Right of Way: The Battle Over the BQX
The advocacy group "Friends of the BQX" unveiled a model of the new streetcar. Photo by Gerri Hernandez

Right of Way: The Battle Over the BQX


Getting by in New York City is also about getting around and for many residents moving between Brooklyn and Queens is tough. The de Blasio administration says it wants to help by building a new streetcar to run along the waterfront from Astoria in Queens to Sunset Park in Brooklyn.

But the project, known as the Brooklyn Queens Connector or BQX, is also dividing some of the people who live in those neighborhoods. As the city moves forward with the light rail system, both sides are ramping up their campaigns for and against it.

On November 13th, the advocacy group Friends of the BQX unveiled a life-sized model of the streetcar. One person who liked what she saw was Claudia Coger, president of the Astoria Houses Tenant Association in Queens.

“It’s like a dream come true,” said Coger. She said it takes her 20 minutes to walk to the subway and it took her kids over an hour to get to school in Brooklyn. She added that wheelchair-bound seniors have trouble getting around at all and that a streetcar with curbside boarding would help.

“Living without easier access to transit means our residents have to struggle more for the opportunities that are provided to so many others,” she said.

When Mayor Bill de Blasio announced the project last year, he said the BQX would serve more than 400,000 residents, connect them to new jobs along the rapidly-developing waterfront, and generate $25 billion in economic activity. Furthermore, he said the $2.5 billion streetcar would pay for itself through what’s known as value capture.

The idea is that property values — and property taxes — will increase along the route, and the city would then use that additional revenue to pay for the project. It’s similar to what Mayor Bloomberg did to pay for the extension of the 7 train to Hudson Yards. In that instance, however, property taxes didn’t cover all the costs, and a memo that leaked out of City Hall this spring raised similar questions about whether the financing plan for the BQX would work.

Meanwhile, some residents in the neighborhoods where the BQX will operate said the city is literally banking on gentrification. “It’s going to raise taxes and it’s going to raise rents in an area that’s been somewhat affordable for folks,” said tenant activist Nehemiah Bey who lives in Sunset Park. Bey said if the city wants to improve transportation, it should fix the subway and add buses. He believes the people who really stand to gain are developers with properties along the route. “What they’re doing is creating a way to get to their businesses,” he said.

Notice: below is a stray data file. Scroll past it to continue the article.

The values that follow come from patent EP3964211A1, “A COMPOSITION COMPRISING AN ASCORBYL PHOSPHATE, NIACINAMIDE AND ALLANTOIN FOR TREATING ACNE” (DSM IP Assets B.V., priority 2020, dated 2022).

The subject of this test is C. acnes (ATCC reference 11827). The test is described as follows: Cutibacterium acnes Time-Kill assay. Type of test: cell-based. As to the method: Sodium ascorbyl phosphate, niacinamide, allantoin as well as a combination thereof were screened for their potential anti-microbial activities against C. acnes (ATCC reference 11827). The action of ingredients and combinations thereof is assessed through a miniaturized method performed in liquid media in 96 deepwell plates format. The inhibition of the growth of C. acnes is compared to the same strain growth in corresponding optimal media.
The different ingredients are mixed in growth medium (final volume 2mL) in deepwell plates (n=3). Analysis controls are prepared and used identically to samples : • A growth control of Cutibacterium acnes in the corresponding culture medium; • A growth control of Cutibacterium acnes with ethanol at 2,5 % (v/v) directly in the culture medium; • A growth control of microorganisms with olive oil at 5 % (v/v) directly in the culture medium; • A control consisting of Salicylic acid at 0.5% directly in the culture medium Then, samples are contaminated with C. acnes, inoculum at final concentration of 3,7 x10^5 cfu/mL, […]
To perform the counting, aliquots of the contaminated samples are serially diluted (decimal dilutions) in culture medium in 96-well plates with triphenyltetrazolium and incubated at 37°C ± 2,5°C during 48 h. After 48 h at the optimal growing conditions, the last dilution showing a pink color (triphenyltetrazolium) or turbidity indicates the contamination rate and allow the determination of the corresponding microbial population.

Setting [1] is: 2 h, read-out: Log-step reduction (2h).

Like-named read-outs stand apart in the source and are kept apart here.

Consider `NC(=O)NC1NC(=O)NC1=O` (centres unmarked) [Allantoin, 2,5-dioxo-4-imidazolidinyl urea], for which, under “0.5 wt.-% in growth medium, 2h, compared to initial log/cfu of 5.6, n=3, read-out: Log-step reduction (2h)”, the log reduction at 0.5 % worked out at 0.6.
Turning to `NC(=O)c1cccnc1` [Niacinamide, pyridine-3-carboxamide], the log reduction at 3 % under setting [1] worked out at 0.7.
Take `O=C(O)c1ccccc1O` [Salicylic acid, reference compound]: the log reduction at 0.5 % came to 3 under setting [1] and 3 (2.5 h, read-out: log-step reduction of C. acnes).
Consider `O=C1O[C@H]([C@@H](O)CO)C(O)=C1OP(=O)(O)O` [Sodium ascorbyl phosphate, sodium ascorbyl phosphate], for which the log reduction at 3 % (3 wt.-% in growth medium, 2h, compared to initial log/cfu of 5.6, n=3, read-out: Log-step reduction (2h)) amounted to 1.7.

Many prominent developers are backers of the BQX and major political donors. Jed Walentas, CEO of Two Trees, is chairman of the “Friends of the BQX,” and has been a top contributor to the mayor. The BQX would connect his properties in Dumbo and Williamsburg. Both City Hall and Two Trees said the contributions have nothing to do with the project. In a statement, a spokesperson for the mayor said political donations have zero impact on the administration’s policy decisions. A spokesperson for Two Trees said the idea that contributions are driving the project is “ridiculous” and added, “We were never solicited nor made a single contribution related to or because of the BQX, and there is no evidence to suggest otherwise.”

Officials and advocates for the rail line emphasize the BQX is about connecting people who need public transit. While improving subways and buses requires working with the MTA and in some instances, tangling with the state, the city can move forward with the streetcar on its own.

And it is: Service is scheduled to be up and running in 2024.


Co-published with WNYC Studios.

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